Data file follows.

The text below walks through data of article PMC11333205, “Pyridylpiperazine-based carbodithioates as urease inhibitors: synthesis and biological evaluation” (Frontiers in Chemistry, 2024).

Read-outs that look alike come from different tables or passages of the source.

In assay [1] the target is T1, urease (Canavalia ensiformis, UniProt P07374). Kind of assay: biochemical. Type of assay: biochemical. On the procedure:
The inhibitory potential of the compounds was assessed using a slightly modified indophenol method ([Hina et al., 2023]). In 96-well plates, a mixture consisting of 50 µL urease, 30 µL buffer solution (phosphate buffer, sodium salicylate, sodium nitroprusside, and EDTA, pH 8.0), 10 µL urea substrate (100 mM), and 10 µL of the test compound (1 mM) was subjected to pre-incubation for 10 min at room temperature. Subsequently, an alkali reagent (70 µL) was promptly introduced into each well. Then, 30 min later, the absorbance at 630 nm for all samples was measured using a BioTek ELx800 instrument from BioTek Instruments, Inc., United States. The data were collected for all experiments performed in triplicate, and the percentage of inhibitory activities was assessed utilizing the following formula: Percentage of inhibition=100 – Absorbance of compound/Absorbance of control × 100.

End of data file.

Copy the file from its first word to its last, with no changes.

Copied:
The text below walks through data of article PMC11333205, “Pyridylpiperazine-based carbodithioates as urease inhibitors: synthesis and biological evaluation” (Frontiers in Chemistry, 2024).

Read-outs that look alike come from different tables or passages of the source.

In assay [1] the target is T1, urease (Canavalia ensiformis, UniProt P07374). Kind of assay: biochemical. Type of assay: biochemical. On the procedure:
The inhibitory potential of the compounds was assessed using a slightly modified indophenol method ([Hina et al., 2023]). In 96-well plates, a mixture consisting of 50 µL urease, 30 µL buffer solution (phosphate buffer, sodium salicylate, sodium nitroprusside, and EDTA, pH 8.0), 10 µL urea substrate (100 mM), and 10 µL of the test compound (1 mM) was subjected to pre-incubation for 10 min at room temperature. Subsequently, an alkali reagent (70 µL) was promptly introduced into each well. Then, 30 min later, the absorbance at 630 nm for all samples was measured using a BioTek ELx800 instrument from BioTek Instruments, Inc., United States. The data were collected for all experiments performed in triplicate, and the percentage of inhibitory activities was assessed utilizing the following formula: Percentage of inhibition=100 – Absorbance of compound/Absorbance of control × 100.